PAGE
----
Much of the power that propels change along the Maine coast is steeped in our traditions. The Penobscot Marine Museum in Searsport, founded in 1936, is playing an increasingly active role in translating these traditions to serve the needs of today’s coastal residents.

Our rich maritime history is well documented at the museum, which was specifically designed to preserve and celebrate the traditions of the past. In addition, PMM has proudly branched out into the future, with efforts as diverse as community outreach, after-school literacy programs and boatbuilding classes.

Such maritime activities remain a central tenet of Maine’s present-day story, and one thing is true of the Maine coast regardless of the era: travel, commerce and recreation all have strong ties to the sea. Boatbuilding, fishing, shipping and trade defined many early successes for the state, and contributed significantly to its wealth.

That heritage could well have been lost, however. But sometime during the summer of 1935, Clifford N. Carver, a summer resident of Searsport, and noted author Lincoln Colcord, drove past a local resident who was dismembering a handsome ship’s half-hull model with a hatchet. Horrified, they stopped and asked the fellow why he was destroying such an important artifact. The reply was: “Well, these things are a dime a dozen and I’m using the pieces to start my wood fire.”

This inspired Carver and Colcord to create the Penobscot Marine Museum, Maine’s first maritime museum, which was officially launched to preserve a lasting memory. A gift from the town of Searsport — the former town hall, built in 1845 — was given to the museum’s trustees early on, and today, PMM boasts a collection of a dozen National Historic Register properties. They are located in the center of a village with such strong seafaring ties that it provided some 10 percent of America’s ship captains (under sail) during the last decades of the nineteenth century.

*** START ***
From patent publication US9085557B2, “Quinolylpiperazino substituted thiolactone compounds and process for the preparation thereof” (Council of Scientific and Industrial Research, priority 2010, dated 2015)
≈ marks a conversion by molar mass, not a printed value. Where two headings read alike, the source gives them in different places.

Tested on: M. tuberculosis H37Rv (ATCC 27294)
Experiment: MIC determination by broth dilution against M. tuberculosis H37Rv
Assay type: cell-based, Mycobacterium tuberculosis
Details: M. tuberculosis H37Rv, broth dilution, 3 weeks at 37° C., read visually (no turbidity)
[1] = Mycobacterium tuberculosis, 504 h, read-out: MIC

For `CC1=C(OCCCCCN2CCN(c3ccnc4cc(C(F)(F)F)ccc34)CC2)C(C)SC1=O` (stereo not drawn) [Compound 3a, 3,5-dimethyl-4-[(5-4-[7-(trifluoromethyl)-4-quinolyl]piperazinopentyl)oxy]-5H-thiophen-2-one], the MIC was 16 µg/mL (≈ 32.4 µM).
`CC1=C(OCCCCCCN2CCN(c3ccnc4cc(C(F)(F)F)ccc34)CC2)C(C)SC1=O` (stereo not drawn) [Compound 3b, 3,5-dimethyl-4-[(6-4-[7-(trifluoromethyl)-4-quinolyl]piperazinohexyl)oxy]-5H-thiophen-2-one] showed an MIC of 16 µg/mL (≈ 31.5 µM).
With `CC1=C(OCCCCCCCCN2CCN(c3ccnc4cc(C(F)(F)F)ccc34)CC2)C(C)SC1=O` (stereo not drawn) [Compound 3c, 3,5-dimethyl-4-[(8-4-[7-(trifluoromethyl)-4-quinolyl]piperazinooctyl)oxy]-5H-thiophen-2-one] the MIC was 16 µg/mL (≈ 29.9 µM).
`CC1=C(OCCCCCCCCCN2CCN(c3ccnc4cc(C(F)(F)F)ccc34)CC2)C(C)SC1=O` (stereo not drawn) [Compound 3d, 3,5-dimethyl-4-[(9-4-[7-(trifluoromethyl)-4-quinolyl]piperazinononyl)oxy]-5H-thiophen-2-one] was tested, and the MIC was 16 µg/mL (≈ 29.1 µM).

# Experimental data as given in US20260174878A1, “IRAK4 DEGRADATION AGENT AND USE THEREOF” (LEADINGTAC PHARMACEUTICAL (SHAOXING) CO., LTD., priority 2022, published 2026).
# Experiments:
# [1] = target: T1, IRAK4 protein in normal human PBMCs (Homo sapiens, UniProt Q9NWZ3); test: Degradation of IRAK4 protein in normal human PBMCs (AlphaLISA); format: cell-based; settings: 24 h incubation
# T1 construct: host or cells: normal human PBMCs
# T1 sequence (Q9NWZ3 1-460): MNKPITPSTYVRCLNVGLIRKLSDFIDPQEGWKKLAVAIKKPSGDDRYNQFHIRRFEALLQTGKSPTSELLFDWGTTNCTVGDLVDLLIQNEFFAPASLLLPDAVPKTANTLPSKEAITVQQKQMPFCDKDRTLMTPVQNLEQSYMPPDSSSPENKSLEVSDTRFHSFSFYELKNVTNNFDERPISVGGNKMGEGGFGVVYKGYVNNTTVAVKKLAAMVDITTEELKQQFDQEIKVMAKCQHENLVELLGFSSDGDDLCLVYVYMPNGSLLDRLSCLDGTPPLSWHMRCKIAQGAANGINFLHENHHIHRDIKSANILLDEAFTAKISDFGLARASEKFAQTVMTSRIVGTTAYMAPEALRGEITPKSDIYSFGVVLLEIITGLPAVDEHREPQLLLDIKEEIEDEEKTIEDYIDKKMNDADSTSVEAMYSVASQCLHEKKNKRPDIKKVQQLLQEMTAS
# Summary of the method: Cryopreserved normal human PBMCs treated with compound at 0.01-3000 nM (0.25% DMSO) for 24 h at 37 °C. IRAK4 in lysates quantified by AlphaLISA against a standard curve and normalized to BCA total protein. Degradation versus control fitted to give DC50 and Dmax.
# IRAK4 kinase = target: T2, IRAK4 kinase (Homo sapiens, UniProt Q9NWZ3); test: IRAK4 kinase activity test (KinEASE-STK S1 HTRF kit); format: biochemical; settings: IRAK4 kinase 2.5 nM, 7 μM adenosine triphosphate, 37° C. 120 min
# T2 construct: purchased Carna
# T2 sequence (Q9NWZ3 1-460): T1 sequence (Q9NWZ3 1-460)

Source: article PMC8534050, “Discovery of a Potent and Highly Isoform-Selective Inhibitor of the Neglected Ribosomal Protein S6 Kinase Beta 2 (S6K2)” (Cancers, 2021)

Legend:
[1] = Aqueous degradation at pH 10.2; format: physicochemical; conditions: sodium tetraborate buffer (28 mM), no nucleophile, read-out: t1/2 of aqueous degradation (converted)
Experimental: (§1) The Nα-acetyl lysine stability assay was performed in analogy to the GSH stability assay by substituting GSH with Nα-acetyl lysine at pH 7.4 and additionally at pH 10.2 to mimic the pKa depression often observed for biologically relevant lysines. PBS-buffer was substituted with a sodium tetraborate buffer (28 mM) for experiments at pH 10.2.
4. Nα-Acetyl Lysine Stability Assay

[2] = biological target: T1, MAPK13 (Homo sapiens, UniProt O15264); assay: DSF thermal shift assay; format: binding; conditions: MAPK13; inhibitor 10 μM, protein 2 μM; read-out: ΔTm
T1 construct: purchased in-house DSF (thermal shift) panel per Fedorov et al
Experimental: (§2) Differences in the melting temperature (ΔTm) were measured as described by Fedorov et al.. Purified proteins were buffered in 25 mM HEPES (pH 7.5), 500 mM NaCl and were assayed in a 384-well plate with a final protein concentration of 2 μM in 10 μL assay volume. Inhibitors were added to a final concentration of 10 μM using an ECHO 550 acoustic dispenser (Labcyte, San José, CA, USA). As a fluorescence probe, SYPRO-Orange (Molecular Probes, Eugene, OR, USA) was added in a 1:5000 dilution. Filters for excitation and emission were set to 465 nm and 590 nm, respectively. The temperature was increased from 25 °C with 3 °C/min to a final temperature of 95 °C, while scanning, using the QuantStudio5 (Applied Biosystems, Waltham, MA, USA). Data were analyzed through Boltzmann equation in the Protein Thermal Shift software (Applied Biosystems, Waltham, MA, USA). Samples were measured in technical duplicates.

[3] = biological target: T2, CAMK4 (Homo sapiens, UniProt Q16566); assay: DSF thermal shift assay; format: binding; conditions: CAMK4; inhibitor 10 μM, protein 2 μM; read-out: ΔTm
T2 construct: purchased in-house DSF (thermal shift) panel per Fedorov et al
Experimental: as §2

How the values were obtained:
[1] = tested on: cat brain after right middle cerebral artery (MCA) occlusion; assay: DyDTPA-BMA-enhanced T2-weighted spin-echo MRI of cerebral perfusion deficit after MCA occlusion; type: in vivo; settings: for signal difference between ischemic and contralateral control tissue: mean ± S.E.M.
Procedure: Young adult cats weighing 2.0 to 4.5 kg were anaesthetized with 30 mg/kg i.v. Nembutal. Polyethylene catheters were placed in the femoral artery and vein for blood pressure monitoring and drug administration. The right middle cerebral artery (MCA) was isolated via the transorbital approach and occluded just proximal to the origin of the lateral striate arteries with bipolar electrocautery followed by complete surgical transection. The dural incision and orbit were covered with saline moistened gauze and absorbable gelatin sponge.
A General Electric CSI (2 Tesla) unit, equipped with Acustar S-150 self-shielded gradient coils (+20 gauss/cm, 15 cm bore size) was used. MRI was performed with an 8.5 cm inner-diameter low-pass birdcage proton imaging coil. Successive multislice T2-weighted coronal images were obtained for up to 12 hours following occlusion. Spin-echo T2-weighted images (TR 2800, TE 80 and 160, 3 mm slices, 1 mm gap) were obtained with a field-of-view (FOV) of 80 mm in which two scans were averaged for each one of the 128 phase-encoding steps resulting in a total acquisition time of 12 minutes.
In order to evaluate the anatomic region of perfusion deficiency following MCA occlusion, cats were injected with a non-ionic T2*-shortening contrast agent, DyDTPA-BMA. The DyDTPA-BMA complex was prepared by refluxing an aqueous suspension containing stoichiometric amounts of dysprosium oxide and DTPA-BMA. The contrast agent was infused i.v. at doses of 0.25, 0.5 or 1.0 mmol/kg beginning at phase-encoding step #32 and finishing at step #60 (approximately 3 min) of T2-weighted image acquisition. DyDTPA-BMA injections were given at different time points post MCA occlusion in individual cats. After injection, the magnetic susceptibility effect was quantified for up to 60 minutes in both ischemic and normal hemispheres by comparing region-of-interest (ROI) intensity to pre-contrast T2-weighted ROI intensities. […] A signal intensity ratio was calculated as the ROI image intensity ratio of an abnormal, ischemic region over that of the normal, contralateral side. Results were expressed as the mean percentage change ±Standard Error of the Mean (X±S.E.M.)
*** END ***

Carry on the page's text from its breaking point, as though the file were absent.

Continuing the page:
Trustees and volunteers gathered paintings, ship models, half-hulls and myriad loaned objects from families who lived in towns around the bay. Over time, noted Searsport families with names such as Carver, Colcord, Nichols, and Blanchard contributed artifacts and artwork.

Included are portraits of vessels launched in the John Carver shipyard in 1840: the B. Aymar, the Lucy A. Nickels, and the ship William H. Connor. The collection has grown over the years, and PMM has been recognized by the American Association of Museums as a fully accredited member.

In celebration of all this, this summer’s special “curator’s choice” exhibit at PMM, “75 For 75,” showcases 75 of the most intriguing art objects and artifacts from the museum’s catalog. These range from 200-year-old Dutch whaling scenes and fine marine paintings by Buttersworth to early American textiles, Victorian furniture and the world’s oldest known gasoline marine engine.

The Penobscot Marine Museum is one of the fine organizations that will exhibit at the Maine Boats, Homes & Harbors Show, Where Tradition Shapes Innovation™, August 12-14, 2011. Explore more about the show theme of “75 Years on Penobscot Bay — A Retrospective” at maineboats.com.

The Penobscot Marine Museum is located on Route 1 in Searsport; penobscotmarinemuseum.com, 207-548-2529. For more about the Penobscot Marine Museum — past, present, and future — see the Boat Show issue (#116) of Maine Boats, Homes & Harbors magazine.

Renny Stackpole, a Thomaston resident, is the former director of the Penobscot Marine Museum.